What Is It: Glycolic Acid and Other AHAs
Thank goodness for Truth in Aging, right?
What it is. Glycolic acid is a member of the α-hydroxy acid (AHA) family, and is one of the most commonly used chemical peeling agents employed to address a wide variety of skin care complaints, including: acne, hyperpigmentation, and fine lines/wrinkles.
In addition to being deeply penetrating, cleansing and exfoliating, topical application of glycolic acid has been shown to be an effective anti-ager: reversing sun damage (such as mottled pigmentation), stimulating collagen & elastin production, quickening cell turnover, increasing skin's thickness, firmness & hydration, and smoothing rough and wrinkled skin.
And although the mechanism of exactly how glycolic acid works to "de-age" the skin is unknown, several articles and research studies suggest that it is the ability to increase skin renewal (which decreases by 7% every ten years).
Here's how it works: Once applied, glycolic acid reacts with the upper layer of the epidermis, weakening the binding properties of the lipids that hold the dead skin cells together. This allows the outer skin to "dissolve" revealing the underlying skin. To note, the greater the ability to stimulate cell renewal the greater the potential for skin irritation.
So how and where is it used? Well, GA can be found most often as a chemical peel performed by a dermatologist in concentrations of 20%-80% or at-home kits in lower concentrations of 15% or less. One at-home treatment TIA reviewed was Dermaquest's Glyco Creamy Cleanser at a 15% concentration.
Do they work? And at different concentrations? Well, yes: as published in the Journal of Cosmetic Dermatology, among others, they do. These include: Significant anti-aging benefits for the skin with 70% GA treatments; significant improvement to photodamaged skin with 50% GA treatments; and, successful treatment of superficial scarring and melasma with topical application ranging from ten percent to 30% in 2-week intervals for 16 weeks.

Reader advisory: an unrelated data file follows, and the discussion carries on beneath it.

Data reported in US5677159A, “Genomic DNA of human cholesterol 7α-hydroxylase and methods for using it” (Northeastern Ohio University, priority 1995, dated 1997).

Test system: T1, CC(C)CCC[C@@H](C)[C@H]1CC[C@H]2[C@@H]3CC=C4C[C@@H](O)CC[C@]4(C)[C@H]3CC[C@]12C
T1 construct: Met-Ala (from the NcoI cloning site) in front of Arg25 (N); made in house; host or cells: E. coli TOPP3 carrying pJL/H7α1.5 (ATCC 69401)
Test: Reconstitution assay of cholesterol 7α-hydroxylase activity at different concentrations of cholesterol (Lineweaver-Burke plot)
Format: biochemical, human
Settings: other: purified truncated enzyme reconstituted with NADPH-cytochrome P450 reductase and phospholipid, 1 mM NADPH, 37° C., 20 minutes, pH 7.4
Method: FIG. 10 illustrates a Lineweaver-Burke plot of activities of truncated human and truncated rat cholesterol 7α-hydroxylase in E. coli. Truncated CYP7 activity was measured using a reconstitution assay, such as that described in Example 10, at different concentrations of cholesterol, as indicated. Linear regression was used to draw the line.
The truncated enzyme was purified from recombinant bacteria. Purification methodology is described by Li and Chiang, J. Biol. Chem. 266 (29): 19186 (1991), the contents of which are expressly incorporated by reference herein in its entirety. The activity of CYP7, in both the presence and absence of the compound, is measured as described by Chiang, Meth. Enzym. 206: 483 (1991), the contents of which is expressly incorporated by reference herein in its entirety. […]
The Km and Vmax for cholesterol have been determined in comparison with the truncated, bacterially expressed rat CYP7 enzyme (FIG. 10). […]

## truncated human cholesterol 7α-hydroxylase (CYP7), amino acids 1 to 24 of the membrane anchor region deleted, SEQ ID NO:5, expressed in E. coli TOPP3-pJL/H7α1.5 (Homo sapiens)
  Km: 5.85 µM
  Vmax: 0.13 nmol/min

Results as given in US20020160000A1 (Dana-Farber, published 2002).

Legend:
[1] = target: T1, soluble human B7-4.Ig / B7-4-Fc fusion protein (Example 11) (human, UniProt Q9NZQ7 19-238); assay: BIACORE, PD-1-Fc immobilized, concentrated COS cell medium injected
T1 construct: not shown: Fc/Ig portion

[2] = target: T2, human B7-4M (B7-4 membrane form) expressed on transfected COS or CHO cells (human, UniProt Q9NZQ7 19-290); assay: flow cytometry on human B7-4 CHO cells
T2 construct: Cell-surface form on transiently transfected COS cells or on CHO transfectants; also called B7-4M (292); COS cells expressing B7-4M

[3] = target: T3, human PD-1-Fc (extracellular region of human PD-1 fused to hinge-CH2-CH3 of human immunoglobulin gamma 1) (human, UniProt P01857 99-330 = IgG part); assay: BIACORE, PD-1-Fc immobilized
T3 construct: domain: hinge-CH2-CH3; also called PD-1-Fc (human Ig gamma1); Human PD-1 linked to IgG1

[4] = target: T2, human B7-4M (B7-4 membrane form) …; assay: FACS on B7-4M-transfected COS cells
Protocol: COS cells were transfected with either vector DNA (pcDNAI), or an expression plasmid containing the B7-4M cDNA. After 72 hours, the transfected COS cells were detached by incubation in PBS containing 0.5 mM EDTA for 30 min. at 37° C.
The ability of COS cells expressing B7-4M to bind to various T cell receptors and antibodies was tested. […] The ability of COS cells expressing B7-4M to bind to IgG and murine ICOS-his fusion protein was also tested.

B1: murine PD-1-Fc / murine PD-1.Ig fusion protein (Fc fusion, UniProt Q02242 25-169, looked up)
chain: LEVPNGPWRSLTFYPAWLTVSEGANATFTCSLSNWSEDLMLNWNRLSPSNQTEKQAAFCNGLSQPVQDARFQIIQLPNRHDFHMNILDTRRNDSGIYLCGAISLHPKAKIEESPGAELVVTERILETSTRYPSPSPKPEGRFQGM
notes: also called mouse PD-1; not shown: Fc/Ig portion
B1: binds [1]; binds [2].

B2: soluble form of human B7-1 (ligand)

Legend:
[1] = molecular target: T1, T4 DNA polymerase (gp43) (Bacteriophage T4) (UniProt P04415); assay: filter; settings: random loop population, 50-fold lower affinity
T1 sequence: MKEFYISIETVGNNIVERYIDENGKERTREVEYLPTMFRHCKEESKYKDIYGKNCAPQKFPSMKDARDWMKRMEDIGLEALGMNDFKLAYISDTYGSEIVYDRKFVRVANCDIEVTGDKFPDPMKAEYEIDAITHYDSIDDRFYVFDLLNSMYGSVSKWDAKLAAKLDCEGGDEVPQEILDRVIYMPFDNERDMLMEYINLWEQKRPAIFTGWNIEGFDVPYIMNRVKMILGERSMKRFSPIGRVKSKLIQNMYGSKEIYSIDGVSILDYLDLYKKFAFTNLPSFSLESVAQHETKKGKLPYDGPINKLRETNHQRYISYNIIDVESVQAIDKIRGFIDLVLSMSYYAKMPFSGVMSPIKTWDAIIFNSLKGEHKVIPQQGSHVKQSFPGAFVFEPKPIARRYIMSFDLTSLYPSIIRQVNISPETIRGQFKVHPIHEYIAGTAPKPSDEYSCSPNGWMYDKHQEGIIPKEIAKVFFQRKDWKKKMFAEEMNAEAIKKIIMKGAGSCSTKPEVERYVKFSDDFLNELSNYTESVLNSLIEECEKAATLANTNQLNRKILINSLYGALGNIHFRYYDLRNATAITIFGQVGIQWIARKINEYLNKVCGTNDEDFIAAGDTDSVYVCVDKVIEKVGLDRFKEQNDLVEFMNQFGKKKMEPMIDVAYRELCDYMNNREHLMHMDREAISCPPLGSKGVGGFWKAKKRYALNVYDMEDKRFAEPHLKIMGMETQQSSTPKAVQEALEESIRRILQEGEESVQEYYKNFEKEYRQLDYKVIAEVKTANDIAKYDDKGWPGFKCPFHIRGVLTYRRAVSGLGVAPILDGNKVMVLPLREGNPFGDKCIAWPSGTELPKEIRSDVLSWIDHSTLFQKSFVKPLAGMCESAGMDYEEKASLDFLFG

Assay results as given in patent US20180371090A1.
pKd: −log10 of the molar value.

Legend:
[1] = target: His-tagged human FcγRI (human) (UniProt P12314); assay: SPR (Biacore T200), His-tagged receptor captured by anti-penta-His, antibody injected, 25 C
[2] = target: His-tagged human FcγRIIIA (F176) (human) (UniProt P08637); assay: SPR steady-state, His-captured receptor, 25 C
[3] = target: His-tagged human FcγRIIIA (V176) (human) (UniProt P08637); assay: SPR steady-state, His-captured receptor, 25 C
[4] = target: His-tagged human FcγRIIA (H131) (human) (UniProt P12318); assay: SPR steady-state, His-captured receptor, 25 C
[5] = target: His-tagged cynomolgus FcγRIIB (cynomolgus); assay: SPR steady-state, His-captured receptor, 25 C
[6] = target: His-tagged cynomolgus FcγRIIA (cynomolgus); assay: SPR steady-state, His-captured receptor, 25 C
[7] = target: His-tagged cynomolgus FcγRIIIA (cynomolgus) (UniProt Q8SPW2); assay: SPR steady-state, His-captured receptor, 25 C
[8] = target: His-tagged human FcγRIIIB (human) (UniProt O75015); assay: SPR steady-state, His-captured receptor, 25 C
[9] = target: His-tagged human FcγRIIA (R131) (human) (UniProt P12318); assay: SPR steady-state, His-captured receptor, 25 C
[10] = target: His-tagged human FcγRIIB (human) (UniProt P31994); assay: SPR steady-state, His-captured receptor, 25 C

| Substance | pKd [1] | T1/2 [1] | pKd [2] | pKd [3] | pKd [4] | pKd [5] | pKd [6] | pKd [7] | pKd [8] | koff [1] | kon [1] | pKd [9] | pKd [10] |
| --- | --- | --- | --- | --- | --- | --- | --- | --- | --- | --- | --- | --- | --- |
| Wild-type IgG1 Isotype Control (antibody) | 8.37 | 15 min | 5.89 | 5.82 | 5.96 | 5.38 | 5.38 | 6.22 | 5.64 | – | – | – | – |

In addition, long-term daily use of low-strength products have been demonstrated clinically and historically to be effective in photodamaged skin, and are recommended for those unable to tolerate peels at higher concentrations.
You've got the wrong idea. There are some ideas out there that GA treatments can cause a number of undesirable effects: photosensitivity, skin dryness, irritation, and dermal thinness. Some of this is true, some of this is not.
Despite what you may have heard about AHA's, they do not cause skin dryness or irritation; rather, as FutureDerm points out, "it is often the formulation (i.e., the other ingredients) of the AHA treatment that is the source of discomfort, as found in a study by Yu et. al... [With a] second study [pointing out] that transepidermal water loss (TEWL) is not altered by application of AHAs." In fact, as another study points out, skin hydration in all test groups undergoing various AHA treatments reported modest increases in skin moisturization.
Nor do GA treatments cause the skin to thin -- in fact, it's quite the opposite. As recorded here, Twenty percent glycolic acid lotion applied twice a day to sun-damaged forearm skin for 3 months increased epidermal thickness, epidermal and dermal hyaluronic acid staining, and collagen gene expression.
What they do do, however, is enhance possible photodamage by ultraviolet light, with even short-term application of 10% glycolic acid sensitizes the skin to the damaging effects of UV light. However, as one study points out, this photosensitivity is reversed within a week of terminating treatments.